Most days, calling Loki Marvel’s best television entry would be an easy admission, and it still is with Loki Season 2 Episode 2. But if it fails in one aspect, it’s that, ever since the series started, the writing has seemingly forgotten how powerful Loki (Tom Hiddleston) is. He’s known as the God of mischief for a reason, and his magic and might are formidable, his wily nature matched by his intelligence, sure, but also in his conjurings and other abilities. Episode 2 allows for some of this power to be on display, a needed remedy, as Loki and Mobius (Owen Wilson) give chase to a TVA agent gone rogue.
That agent has decided that he’d rather live out his timeline now that he and the rest of the TVA realize they had their own lives outside of their bizarre, cyclical routines and were plucked out of them all to serve some unknowable higher power. The member in question, Hunter X-5/Brad (a hilarious Rafael Casal), is an actor in London during the 70s and is reticent at the idea of going easily with Loki, Mobius, and Hunter B-15 (Wunmi Masaku) until they corner him, Loki using his gift for mirage. They needed him since he was the one tailing Sylvie (Sophia Di Martino), who could escape due to his ventures.
We’re given a key moment once they’ve captured him, as the two look to force the information out of Brad, who is, to put it lightly, amused when Loki mentions doing it for the good of the TVA — when he says helping them because “there are lives at stake.” And, to Brad’s credit, his incredulity isn’t unwarranted considering Loki’s past transgressions, ones he admits to later on to Mobius in an effort to cheer him up. But still, as viewers who’ve watched Loki’s emotional journey since the first Thor, it’s a bruising sequence as Brad reprimands him. Brad tells Loki that he only causes damage, insinuating it’s his fault his mother died, that Loki should stop playing dress up, pretending to be a hero when he’s the villain — and a good one. In a single scene, the series gets to the core story as Loki wrestles with who he wants to be, the expectations of any and all who’ve been in his presence, his storied history, and his unwritten future.
Hiddleston is a delight in these moments, all small gestures, quivers, and quirks of the lips and steely eyes. This is the actor in his element as the character, his face only betraying his reactions in these inscrutable signs. It’s Mobius, however, who is truly affected when Brad starts hurling insults, touching a nerve. Even Loki is confounded by Mobius’s seeming disinterest in learning about his life and the timeline he was dragged from. Just as the episode reminds us of Hiddleston’s innate gifts as this character, it also proves that he and Wilson’s chemistry was no fluke, as the two converse and lightly barb in their adventures through time. Wilson is also particularly good when he reveals why he can’t quite bring himself to investigate his pre-TVA life. He’s not concerned that it was a bad one but rather that it was good because he’d struggle to forget and overcome that.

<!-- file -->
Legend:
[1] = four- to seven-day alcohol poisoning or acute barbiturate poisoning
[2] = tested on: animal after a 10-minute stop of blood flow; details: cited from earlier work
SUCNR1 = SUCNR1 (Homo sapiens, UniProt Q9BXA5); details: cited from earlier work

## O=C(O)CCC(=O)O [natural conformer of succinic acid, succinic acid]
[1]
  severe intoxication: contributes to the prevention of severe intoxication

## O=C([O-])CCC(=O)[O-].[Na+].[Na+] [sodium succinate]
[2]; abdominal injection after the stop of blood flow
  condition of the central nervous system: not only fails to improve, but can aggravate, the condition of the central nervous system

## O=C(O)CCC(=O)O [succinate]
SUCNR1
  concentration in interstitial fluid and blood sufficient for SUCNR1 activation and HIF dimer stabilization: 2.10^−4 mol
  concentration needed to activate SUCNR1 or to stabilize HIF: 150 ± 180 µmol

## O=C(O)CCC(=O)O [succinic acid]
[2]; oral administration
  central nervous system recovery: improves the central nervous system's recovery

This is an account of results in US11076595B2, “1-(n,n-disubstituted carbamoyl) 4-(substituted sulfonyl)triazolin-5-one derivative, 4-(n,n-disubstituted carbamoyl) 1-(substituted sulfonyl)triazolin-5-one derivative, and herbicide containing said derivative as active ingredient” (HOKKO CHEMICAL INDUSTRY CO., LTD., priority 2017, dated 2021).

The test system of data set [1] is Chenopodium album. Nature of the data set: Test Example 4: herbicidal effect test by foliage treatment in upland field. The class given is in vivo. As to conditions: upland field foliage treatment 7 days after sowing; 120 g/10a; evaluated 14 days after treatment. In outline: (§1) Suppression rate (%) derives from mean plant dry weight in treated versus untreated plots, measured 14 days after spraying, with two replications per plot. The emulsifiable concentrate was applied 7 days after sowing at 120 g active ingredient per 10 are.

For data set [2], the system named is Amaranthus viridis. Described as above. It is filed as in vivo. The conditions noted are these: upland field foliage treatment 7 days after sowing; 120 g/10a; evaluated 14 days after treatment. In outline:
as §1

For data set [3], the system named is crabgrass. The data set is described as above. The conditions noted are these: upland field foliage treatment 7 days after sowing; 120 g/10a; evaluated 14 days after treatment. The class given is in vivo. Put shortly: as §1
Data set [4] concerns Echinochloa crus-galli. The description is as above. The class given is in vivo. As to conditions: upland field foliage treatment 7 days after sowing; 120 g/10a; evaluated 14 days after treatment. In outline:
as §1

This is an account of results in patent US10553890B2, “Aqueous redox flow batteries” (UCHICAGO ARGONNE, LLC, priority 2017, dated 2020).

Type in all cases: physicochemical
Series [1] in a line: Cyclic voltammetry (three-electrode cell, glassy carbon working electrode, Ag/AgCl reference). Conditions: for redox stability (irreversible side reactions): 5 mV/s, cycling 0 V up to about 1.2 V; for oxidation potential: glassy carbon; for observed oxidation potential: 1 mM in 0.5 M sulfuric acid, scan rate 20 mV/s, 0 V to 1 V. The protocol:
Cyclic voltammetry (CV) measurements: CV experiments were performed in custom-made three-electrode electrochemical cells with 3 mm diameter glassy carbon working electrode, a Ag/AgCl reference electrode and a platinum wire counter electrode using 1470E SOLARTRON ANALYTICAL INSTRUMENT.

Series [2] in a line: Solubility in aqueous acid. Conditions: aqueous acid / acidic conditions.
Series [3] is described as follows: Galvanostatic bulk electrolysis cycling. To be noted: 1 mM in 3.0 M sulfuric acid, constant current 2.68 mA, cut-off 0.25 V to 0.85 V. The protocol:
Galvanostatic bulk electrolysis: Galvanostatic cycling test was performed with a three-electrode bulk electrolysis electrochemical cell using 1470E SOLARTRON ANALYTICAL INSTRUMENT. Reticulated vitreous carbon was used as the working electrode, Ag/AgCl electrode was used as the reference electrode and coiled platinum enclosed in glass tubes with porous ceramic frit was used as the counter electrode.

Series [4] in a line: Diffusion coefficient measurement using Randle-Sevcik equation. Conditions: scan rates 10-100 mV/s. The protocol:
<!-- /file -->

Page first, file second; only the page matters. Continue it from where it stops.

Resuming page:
Ultimately, with Brad’s forced help, they find Sylvie, who has tried to create a new life for herself as an employee at a 1982 McDonalds. On the one hand, this allows for some fun set design as the craftspeople beautifully replicate the shades and uniforms of the fast food service in the 80s. On the other hand, despite it being set in the past, it does all ring a touch false due to how Marvel likes to merchandise everything. It’s not helped by some stalled direction by Dan DeLeeuw, which was evident in the interrogation sequences and with shots that linger far too long on slow walks and motionless moments. It needed some fine-tuning and trimming, especially following the premiere, and never felt static.
The sequence, too, filters based on just how fond the viewer is of Sylvie. She’s not uninteresting, and Di Martino delivers a strong character performance, but there are lingering issues on the decision to make her a Loki variant. Loki falling in love with himself (even one donning a different face) isn’t surprising and is very in character for the narcissistic trickster. It’s more that the series introduced the idea and then made little efforts to make her seem like a Loki in a manner that plays a little like having your cake and eating it, too. Yes, she’s a variant, but not really, so don’t think the romance is too weird.
The writing also does very little to convince that she would ultimately choose to help Loki and the TVA, even if she does harbor feelings for him. And, her doubts were right, as they realize they’ve all been set up by other TVA higher-ups such as Kate Dickie’s General Dox. Returning to the TVA, they know they’re destroying all of the variant timelines, not seeing those who inhabit them as people but as messes, they’re meant to clean up. It’s a feat of destruction slightly undercut by the very on-the-nose remark by Hunter B-15 that “those are people” as they watch the timelines disappear off their monitors. It’s a solemn moment that would’ve done better with greater patience and allowance for the viewers to take it themselves.
Loki Season 2 Episode 2 continues to feed into the disaster movie atmosphere as the characters race through time to try and stop further devastation. Each win is met with a loss. Sylvie might’ve been found — for now — but Loki, Mobius, and co. are now facing a new level of destruction as they seek to find Miss Minutes (Tara Strong) and Renslayer (Gugu Mbatha-Raw) while chaos continues to infiltrate their worlds.
Loki Season 2 Episode 2
Loki Season 2 Episode 2 continues to feed into the disaster movie atmosphere as the characters race through time to try and stop further devastation. Each win is met with a loss. Sylvie might’ve been found — for now — but Loki, Mobius, and co. are now facing a new level of destruction.